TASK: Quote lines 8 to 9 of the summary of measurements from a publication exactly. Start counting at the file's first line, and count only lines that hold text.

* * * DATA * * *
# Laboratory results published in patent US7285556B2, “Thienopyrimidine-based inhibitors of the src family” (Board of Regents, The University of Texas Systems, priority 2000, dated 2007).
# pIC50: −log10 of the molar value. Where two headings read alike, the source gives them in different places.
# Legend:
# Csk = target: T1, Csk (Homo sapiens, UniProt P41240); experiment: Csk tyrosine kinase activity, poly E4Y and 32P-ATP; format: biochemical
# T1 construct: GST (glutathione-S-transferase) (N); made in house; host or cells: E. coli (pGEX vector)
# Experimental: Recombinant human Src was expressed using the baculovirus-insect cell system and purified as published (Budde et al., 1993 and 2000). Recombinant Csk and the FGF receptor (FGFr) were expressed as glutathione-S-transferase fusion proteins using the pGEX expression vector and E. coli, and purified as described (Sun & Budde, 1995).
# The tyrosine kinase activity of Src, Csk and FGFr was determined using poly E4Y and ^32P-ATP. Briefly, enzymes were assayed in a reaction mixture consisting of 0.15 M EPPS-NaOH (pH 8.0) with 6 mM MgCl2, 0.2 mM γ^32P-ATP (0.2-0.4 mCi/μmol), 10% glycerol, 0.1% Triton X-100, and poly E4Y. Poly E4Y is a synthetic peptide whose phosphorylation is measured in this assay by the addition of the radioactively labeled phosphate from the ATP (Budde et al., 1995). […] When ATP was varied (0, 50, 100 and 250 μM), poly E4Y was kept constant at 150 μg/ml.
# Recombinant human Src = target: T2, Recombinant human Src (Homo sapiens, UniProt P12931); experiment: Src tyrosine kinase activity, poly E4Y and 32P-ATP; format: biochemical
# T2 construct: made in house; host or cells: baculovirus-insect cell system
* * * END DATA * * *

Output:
# Recombinant human Src = target: T2, Recombinant human Src (Homo sapiens, UniProt P12931); experiment: Src tyrosine kinase activity, poly E4Y and 32P-ATP; format: biochemical
# T2 construct: made in house; host or cells: baculovirus-insect cell system